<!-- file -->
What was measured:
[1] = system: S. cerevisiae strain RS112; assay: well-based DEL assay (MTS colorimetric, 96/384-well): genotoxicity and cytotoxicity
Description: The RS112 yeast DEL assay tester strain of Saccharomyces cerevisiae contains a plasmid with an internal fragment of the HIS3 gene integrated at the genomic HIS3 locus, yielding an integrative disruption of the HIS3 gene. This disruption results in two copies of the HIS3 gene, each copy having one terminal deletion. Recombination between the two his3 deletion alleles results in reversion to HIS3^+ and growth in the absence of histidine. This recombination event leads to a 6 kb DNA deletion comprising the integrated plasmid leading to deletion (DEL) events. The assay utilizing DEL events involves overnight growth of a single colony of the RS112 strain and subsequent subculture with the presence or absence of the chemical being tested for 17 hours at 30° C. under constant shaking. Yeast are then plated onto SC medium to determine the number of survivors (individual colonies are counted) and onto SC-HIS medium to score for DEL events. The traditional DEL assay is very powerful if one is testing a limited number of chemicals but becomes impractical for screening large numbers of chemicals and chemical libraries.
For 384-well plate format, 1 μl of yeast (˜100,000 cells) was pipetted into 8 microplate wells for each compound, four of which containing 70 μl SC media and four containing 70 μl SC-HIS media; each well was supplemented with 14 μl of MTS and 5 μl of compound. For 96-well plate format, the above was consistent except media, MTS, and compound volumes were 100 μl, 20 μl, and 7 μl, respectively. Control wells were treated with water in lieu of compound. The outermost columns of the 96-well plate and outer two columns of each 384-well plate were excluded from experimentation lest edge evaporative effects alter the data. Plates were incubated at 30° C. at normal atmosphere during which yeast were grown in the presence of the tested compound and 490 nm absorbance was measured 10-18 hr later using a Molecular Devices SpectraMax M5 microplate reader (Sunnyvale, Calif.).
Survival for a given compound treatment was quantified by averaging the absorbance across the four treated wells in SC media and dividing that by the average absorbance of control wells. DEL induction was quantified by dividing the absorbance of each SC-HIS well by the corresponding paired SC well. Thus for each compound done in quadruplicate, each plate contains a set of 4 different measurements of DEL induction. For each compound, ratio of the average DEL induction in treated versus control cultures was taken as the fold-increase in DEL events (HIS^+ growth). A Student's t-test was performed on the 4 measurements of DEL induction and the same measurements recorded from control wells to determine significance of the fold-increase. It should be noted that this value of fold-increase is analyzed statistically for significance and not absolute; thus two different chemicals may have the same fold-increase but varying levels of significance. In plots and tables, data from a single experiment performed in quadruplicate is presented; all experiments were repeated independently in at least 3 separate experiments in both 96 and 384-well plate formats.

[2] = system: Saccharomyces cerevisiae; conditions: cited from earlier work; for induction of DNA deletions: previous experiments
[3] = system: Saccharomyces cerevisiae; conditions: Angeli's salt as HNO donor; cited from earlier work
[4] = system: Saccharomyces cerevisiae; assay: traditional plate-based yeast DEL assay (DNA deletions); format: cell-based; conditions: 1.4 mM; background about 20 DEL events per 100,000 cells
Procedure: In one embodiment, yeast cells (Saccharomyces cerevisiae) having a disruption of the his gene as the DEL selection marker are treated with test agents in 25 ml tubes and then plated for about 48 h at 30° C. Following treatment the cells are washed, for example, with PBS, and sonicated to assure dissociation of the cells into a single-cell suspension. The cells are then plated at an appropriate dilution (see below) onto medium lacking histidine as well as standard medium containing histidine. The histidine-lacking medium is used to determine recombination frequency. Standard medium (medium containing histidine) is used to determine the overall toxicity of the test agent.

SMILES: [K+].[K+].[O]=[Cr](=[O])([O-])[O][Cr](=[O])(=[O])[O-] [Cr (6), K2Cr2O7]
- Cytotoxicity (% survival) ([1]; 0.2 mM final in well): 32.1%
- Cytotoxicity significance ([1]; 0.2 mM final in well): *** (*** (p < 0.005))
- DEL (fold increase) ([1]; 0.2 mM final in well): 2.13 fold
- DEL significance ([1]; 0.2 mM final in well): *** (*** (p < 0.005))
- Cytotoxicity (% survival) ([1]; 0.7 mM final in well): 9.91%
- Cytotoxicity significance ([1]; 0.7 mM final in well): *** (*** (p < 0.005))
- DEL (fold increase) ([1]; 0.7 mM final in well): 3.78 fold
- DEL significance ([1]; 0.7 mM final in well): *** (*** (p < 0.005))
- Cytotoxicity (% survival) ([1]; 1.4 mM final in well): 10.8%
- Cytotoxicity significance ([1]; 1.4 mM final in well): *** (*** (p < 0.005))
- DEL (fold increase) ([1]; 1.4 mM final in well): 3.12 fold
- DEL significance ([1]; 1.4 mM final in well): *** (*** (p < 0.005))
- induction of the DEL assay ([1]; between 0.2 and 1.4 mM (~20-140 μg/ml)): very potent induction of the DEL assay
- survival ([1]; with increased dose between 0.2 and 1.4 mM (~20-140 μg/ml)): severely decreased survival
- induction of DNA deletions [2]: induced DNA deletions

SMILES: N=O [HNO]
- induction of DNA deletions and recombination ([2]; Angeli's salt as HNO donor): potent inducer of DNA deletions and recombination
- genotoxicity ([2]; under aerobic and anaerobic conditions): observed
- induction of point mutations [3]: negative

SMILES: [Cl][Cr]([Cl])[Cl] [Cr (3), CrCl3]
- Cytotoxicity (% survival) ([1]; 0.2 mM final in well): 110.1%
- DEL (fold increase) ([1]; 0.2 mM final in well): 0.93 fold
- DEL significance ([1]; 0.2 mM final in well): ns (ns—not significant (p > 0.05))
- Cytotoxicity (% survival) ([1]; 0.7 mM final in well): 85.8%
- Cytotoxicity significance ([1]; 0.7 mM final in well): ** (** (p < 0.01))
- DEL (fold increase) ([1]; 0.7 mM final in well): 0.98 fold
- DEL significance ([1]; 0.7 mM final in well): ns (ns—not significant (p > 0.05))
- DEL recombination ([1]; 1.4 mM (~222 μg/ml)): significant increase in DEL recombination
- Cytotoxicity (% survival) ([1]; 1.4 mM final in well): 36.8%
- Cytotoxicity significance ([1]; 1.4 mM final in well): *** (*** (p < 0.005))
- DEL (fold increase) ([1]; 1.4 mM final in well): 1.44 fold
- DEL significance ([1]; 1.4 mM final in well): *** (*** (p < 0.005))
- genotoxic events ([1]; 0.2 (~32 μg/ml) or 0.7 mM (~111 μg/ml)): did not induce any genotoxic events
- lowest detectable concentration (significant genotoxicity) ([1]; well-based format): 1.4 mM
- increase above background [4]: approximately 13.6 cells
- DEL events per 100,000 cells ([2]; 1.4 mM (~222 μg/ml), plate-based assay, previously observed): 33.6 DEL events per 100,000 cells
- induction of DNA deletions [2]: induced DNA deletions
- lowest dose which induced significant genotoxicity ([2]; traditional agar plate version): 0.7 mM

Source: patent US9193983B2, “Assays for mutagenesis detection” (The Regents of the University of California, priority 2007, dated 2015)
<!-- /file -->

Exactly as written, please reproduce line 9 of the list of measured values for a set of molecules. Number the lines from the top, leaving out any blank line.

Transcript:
Procedure: In one embodiment, yeast cells (Saccharomyces cerevisiae) having a disruption of the his gene as the DEL selection marker are treated with test agents in 25 ml tubes and then plated for about 48 h at 30° C. Following treatment the cells are washed, for example, with PBS, and sonicated to assure dissociation of the cells into a single-cell suspension. The cells are then plated at an appropriate dilution (see below) onto medium lacking histidine as well as standard medium containing histidine. The histidine-lacking medium is used to determine recombination frequency. Standard medium (medium containing histidine) is used to determine the overall toxicity of the test agent.